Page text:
Exercise 1.0: Exploring the lab environment

Ansible is an open-source automation engine for software provisioning, configuration management and application-deployment. It allows for agent-less system configuration, which means it does not deploy agents to nodes. Communication to those nodes works by using SSH and Python is a requirement on those managed nodes. This makes that communication to managed nodes can be secure. Python is used to support the modules which support the tasks which will get deployed by Ansible through the use of so-called playbooks.

When Ansible gets installed it will contain an initial ‘Ansible configuration file’ called ansible.cfg file which includes the inventory of hosts and where the library of modules can be found.

Let’s start to explore by walking through the steps.

Step 1

Navigate to the networking-workshop directory.

[student1@ansible ~]$ cd networking-workshop/
[student1@ansible networking-workshop]$

Step 2

Run the ansible command with the --version command to look at what is configured:

[student1@ansible networking-workshop]$ ansible --version
ansible 2.6.2
   config file = /home/student1/.ansible.cfg
   configured module search path = [u'/home/student1/.ansible/plugins/modules', u'/usr/share/ansible/plugins/modules']
   ansible python module location = /usr/lib/python2.7/site-packages/ansible
   executable location = /usr/bin/ansible
   python version = 2.7.5 (default, May  3 2017, 07:55:04) [GCC 4.8.5 20150623 (Red Hat 4.8.5-14)]


The Ansible version you see might differ from the above output

This command gives you information about the version of Ansible, location of the executable, version of Python, search path for the modules and location of the ansible configuration file.

Step 3

Use the cat command to view the contents of the ansible.cfg file.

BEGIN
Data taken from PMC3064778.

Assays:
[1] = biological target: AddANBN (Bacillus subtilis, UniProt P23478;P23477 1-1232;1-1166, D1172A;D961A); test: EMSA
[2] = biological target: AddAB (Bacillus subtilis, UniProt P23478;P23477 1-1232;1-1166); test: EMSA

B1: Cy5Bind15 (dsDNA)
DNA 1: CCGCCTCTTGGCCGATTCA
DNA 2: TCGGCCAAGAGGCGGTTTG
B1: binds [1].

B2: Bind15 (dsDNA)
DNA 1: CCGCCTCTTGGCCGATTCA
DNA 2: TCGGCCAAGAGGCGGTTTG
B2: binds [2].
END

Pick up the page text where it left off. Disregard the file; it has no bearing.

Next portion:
[student1@ansible networking-workshop]$ cat ~/.ansible.cfg
connection = smart
timeout = 60
inventory = /home/student1/networking-workshop/lab_inventory/hosts
host_key_checking = False
[student1@ansible networking-workshop]$


The following parameters within the ansible.cfg file:

  • inventory: shows the location of the Ansible inventory being used.
  • private_key_file: this shows the location of the private key used to login to devices

Step 4

The scope of a play within a playbook is limited to the groups of hosts declared within an Ansible inventory. Ansible supports multiple inventory types. An inventory could be a simple flat file with a collection of hosts defined within it or it could be a dynamic script (potentially querying a CMDB backend) that generates a list of devices to run the playbook against.

In this lab you will work with a file based inventory written in the ini format. Use the cat command to view the contents of your inventory:

[student1@ansible networking-workshop]$ cat lab_inventory/hosts

The output will look as follows with student2 being the respective student workbench:

f5 ansible_host= ansible_user=admin private_ip= ansible_ssh_pass=admin
ansible ansible_host= ansible_user=ec2-user private_ip=

host1 ansible_host= ansible_user=ec2-user private_ip=
host2 ansible_host= ansible_user=ec2-user private_ip=

Step 5

In the above output every [ ] defines a group. For example [webservers] is a group that contains the hosts host1 and host2.


A group called all always exists and contains all groups and hosts defined within an inventory.

We can associate variables to groups and hosts. Host variables are declared/defined on the same line as the host themselves. For example for the host f5:

f5 ansible_host= ansible_user=admin private_ip= ansible_ssh_pass=admin
  • f5 - The name that Ansible will use. This can but does not have to rely on DNS
  • ansible_host - The IP address that ansible will use, if not configured it will default to DNS
  • ansible_user - The user ansible will use to login to this host, if not configured it will default to the user the playbook is run from
  • private_ip - This value is not reserved by ansible so it will default to a host variable.This variable can be used by playbooks or ignored completely.
  • ansible_ssh_pass - The password ansible will use to login to this host, if not configured it will assume the user the playbook ran from has access to this host through SSH keys.

Does the password have to be in plain text? No, Red Hat Ansible Tower can take care of credential management in an easy to use web GUI or a user may use ansible-vault

[student1@ansible networking-workshop]$ cd ~

You have finished this exercise